Who can Apply for an Administration or an Administration Order?
Schedule B1 of The Insolvency Act 1986 - How is an Administrator appointed? - Court & out of Court appointments
The parties that can apply for an Administration are usually either the directors or shareholders of the company and any Qualifying Floating Charge Holders, which are usually the company's bankers or other secured lenders.
From the 15th September 2003 the Enterprise Act allows for both:
- the out of court appointment of an administrator and
- the court appointment of an administrator
The Enterprise Act Act is now incorporated into administration law as Schedule B1 of The Insolvency Act 1986.
Out of court appointment of an Administrator
As the heading suggests an Administrator can often be appointed "out of Court". This means that the appointment of an Administrator can on many occasions be achieved within less than 24 hours of you first instructing an insolvency practitioner. This kind of appointment process is only available in certain circumstances.
Out of court appointments can be made by either:
- the directors or shareholders of the company
- the company bank (if the bank holds a what is known as a qualifying floating charge).
Appointment of administrator by the director or shareholders out of court
As a result of the Enterprise Act, the directors (and shareholders) of a company now have a speedier and cheaper route of getting their company under the protection of an administrator. This route involves the appointment of an administrator without there first being a court hearing. The law anticipates, however, that the directors must be responsible and pro-active in "going for a turn around" at an early date.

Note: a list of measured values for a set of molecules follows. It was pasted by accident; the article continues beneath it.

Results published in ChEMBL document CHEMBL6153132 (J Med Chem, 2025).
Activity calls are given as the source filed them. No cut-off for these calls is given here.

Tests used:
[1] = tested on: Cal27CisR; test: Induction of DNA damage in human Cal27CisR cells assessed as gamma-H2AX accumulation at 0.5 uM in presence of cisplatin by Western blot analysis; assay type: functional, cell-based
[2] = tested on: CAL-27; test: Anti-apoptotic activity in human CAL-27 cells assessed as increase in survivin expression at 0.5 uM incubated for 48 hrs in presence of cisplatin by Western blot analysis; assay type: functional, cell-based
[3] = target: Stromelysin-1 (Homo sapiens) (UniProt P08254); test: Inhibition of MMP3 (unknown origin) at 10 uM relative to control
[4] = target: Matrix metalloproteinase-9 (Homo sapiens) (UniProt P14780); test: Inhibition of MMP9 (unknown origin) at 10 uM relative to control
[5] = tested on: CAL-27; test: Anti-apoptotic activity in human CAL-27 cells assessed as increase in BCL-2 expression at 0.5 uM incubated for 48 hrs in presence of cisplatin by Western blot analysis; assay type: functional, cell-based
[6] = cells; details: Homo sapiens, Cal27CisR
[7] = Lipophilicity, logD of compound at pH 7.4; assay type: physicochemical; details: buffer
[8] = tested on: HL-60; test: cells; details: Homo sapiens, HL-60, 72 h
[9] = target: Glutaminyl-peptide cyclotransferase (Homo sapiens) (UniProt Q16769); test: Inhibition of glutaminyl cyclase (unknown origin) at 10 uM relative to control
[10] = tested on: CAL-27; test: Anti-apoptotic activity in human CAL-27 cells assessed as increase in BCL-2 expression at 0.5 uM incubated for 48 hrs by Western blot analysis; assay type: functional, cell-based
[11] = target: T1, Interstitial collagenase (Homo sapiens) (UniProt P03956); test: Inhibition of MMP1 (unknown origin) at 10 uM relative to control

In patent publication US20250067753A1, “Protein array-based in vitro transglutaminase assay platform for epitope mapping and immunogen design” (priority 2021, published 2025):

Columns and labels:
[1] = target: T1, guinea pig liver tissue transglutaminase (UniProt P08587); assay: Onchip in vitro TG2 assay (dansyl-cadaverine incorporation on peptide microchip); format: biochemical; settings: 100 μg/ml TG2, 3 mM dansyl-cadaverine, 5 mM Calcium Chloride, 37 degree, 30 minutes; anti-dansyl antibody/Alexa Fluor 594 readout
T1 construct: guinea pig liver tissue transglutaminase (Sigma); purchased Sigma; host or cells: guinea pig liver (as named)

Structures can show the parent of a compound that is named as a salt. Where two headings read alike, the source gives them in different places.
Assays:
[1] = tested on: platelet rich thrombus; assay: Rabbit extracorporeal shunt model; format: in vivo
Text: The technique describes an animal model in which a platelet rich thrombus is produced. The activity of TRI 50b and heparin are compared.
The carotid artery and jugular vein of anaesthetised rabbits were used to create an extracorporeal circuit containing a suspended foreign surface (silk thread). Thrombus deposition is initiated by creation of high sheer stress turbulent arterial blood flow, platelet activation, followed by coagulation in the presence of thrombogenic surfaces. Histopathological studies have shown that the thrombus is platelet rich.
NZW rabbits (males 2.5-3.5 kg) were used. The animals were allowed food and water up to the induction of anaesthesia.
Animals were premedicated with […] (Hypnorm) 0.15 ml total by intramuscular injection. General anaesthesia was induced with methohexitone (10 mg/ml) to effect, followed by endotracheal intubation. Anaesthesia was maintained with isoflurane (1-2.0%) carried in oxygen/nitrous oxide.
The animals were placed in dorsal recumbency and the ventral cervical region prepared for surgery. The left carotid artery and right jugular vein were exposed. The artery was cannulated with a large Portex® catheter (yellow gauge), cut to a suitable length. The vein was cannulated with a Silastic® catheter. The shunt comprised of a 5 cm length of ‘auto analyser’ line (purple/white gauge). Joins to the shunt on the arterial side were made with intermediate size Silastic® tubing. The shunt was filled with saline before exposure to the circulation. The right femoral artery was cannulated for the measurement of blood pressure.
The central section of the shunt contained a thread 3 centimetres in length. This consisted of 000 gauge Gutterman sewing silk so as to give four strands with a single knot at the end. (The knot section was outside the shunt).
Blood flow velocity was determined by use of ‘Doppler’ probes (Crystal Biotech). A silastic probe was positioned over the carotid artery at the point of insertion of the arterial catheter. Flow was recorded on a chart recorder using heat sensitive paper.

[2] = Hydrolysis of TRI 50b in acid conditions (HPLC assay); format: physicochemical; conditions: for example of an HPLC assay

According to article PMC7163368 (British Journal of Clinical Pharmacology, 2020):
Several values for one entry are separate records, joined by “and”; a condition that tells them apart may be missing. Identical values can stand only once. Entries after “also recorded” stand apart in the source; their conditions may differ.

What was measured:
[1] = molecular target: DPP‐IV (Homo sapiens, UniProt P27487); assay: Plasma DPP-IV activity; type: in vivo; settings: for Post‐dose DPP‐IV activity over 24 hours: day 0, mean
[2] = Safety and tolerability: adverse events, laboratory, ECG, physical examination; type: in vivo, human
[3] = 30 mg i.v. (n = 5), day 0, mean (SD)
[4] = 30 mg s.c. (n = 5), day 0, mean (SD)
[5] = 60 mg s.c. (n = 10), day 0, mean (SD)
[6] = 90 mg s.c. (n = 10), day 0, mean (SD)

If the directors leave the deterioration of the affairs of the company to progress to such an extent that any of the following circumstances have arisen then the directors will not be able to appoint "out of court":
- if the company is already subject to a winding up petition
- if the company is already in liquidation
- where an administration application has been made (and not yet determined) by somebody else - eg. an application for an administration order to the court by a creditor.
- where an administrative receiver is already in place
- where, in the previous twelve months, the company has been in administration or subject to a company voluntary arrangement which has failed
- where the company is unable to show that it is or is likely to become able to pay its debts as they fall due
If any of the first five of these circumstances obtain then the directors may still apply for an administration order but only then by way of a court application.
The message for directors is:
"If you act early, before your company is subject to massive pressure, you may appoint an administrator out of court." If required and if necessary it is possible that such an appointment can be achieved on the same day that you first meet with Purnells.
Appointment of an administrator by the company bankers out of court
In certain circumstances a bank (which holds a "qualifying floating charge") can also appoint an administrator without there being a court application.
There is more on this website relating to banks and administration orders.
Click on the left hand index heading "How do banks get involved".
Court appointment of an administrator
Creditors of a company do not have a direct "out of court" route to put an administrator in place over a company which owes money to them.
Such creditors have to apply for a court order that an administrator be appointed.
Administration is a complicated process because of the different ways a company can be placed into Administration by different parties. If you would like to discuss how and who can place a company into Administration or apply for an Administration Order we would be happy to provide you with a free face to face or telephone meeting to discuss your company's individual circumstances. To arrange a meeting please call Purnells on 01326 340 579.